Cell secretion is the external elimination of substances produced by the cell (for example, hormones, mucus, sweat, etc.)
In secretory cells, such as the secretory cells of endocrine glands, organelles related to the production, processing and “export” of substances are widely present and well-developed. These organelles are the rough endoplasmic reticulum and the Golgi apparatus.
The nuclear membrane of secretory cells generally has more pores to allow the intense traffic of molecules related to protein synthesis between the cytoplasm and the nucleus.
In its outer membrane, the rough endoplasmic reticulum contains numerous ribosomes, structures where the translation of messenger RNA and protein synthesis occur. These proteins are stored in the rough endoplasmic reticulum and are later moved to the Golgi apparatus. Within the Golgi apparatus, proteins are chemically transformed and, when ready, they are put inside vesicles that detach from the organelle. These vesicles fuse with the plasma membrane (exocytosis) in the right place and its content is released outside the cell.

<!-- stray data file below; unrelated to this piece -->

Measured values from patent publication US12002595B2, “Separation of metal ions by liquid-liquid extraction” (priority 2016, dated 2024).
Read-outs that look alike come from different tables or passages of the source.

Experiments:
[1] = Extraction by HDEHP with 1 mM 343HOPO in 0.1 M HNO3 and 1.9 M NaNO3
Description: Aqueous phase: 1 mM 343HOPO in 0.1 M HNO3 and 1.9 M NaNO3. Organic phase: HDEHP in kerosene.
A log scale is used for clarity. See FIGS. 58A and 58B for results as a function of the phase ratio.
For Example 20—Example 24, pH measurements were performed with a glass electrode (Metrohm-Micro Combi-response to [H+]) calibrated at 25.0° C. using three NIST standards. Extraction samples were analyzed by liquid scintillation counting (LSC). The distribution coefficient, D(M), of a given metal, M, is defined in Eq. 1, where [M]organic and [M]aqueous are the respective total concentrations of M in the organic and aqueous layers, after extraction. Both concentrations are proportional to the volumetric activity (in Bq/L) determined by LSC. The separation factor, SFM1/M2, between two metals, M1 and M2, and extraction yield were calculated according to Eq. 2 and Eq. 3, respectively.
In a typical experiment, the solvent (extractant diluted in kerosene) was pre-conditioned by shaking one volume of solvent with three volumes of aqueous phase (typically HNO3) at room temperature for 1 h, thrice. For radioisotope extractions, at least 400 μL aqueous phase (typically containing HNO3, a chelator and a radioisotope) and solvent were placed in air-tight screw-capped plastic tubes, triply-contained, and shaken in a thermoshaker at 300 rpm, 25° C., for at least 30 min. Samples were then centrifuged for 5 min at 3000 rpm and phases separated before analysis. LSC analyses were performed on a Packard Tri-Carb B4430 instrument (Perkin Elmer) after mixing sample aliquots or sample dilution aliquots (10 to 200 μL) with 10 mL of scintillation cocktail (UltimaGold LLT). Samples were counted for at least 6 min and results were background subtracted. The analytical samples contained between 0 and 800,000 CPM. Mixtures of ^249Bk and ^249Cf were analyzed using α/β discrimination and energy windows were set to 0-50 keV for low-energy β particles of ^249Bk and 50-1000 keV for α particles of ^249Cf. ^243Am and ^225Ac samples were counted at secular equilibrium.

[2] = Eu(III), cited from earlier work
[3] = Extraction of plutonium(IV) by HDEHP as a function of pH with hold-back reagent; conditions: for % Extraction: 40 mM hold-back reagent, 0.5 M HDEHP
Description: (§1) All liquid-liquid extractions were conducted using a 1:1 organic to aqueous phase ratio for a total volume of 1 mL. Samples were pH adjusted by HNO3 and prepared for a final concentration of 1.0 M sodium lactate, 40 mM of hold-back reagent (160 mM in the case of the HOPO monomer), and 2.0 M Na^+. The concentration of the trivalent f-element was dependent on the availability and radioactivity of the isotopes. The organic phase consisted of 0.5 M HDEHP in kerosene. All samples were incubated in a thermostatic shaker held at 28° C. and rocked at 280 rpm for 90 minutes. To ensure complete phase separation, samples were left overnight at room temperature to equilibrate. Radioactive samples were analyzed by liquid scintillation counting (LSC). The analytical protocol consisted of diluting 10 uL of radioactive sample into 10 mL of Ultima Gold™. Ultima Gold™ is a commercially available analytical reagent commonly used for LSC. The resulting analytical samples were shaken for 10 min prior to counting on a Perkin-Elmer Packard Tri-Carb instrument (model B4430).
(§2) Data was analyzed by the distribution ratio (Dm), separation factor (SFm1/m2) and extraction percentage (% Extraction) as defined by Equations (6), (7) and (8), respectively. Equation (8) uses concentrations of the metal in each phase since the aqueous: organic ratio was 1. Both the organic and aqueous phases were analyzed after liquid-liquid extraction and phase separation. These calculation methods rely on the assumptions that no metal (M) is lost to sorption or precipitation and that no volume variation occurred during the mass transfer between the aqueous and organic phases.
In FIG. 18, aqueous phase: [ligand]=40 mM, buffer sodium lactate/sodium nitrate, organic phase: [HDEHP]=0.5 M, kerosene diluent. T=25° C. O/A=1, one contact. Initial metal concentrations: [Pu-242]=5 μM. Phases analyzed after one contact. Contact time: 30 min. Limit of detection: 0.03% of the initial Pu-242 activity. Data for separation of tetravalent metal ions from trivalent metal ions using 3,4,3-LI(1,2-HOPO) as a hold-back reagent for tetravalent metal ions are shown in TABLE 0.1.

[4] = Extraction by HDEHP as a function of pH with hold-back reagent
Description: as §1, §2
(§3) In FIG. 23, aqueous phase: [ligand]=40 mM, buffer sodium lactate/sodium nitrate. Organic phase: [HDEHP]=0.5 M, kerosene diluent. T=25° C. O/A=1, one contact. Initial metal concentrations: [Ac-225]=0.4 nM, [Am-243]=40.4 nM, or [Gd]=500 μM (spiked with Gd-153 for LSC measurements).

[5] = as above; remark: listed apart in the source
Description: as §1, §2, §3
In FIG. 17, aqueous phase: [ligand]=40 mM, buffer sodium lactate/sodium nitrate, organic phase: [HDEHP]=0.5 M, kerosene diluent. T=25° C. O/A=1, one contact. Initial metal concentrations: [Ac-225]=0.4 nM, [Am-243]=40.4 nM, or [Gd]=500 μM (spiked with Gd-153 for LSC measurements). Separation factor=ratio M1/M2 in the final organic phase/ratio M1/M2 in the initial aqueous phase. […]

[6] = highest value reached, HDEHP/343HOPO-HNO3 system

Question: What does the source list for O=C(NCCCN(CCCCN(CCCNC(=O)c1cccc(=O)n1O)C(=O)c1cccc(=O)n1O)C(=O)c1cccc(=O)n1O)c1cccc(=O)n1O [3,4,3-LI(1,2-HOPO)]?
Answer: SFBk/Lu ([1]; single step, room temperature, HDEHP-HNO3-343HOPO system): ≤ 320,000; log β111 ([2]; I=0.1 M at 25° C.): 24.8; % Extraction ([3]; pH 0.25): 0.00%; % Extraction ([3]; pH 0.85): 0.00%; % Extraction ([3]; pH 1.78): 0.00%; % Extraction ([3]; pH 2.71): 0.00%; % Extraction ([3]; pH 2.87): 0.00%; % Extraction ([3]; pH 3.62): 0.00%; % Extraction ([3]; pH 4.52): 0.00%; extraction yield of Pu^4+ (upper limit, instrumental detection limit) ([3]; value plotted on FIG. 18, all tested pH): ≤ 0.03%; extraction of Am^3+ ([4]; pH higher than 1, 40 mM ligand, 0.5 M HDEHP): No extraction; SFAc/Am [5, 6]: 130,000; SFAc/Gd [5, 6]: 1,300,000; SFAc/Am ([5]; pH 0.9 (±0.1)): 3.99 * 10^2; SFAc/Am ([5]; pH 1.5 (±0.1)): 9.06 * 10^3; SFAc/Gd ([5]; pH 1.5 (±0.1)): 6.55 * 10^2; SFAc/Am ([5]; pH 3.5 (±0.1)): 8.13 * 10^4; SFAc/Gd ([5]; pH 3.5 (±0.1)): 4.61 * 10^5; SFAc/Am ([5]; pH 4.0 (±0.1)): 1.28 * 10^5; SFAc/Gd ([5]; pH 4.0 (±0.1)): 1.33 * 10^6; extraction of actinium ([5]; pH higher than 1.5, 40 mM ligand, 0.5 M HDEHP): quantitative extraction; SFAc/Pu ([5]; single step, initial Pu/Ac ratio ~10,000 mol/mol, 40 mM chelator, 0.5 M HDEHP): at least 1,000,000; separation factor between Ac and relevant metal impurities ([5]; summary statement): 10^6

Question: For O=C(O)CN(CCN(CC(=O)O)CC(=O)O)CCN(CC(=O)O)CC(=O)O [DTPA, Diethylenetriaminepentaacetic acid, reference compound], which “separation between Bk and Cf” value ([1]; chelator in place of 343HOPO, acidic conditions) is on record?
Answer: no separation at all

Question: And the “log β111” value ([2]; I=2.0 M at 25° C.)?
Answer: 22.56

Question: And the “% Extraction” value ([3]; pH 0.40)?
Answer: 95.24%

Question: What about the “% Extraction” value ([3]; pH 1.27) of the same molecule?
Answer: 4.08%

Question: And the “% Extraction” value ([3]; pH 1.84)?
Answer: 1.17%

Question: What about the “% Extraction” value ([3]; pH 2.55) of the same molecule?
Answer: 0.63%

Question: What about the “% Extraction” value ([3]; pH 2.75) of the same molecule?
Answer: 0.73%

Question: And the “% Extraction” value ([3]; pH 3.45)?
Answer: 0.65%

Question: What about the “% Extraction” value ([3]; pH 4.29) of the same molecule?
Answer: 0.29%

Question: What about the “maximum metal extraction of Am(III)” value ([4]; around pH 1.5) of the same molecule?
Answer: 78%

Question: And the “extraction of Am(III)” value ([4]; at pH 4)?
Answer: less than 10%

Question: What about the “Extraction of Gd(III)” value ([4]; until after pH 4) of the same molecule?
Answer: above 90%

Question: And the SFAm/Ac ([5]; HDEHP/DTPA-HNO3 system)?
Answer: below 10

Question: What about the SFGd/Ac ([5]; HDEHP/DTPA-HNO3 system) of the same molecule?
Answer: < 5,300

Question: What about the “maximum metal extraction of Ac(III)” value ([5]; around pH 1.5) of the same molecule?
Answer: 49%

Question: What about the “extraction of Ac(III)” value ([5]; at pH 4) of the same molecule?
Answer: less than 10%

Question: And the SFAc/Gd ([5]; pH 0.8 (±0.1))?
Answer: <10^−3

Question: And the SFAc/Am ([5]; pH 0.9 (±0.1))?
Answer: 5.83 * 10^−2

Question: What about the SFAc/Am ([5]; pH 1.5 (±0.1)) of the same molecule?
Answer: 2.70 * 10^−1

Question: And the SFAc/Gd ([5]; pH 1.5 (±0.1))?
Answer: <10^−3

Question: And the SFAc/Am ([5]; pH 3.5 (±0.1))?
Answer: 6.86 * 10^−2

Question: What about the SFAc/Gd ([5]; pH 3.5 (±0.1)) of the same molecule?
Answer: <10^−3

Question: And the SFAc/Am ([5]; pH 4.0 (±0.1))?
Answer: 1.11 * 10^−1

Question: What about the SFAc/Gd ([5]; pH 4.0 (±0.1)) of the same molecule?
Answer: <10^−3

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Endocrine and exocrine pancreatic cells, thyroid and parathyroid endocrine cells, the adenohypophysis, adrenal and pineal endocrine cells, the many types of gastric exocrine and endocrine cells, the mucus-secreting cells of the lungs and of the bowels, salivary gland cells, tear gland cells, sebaceous gland cells, the secretory cells of the ovaries and testicles, etc., are all examples of secretory cells.
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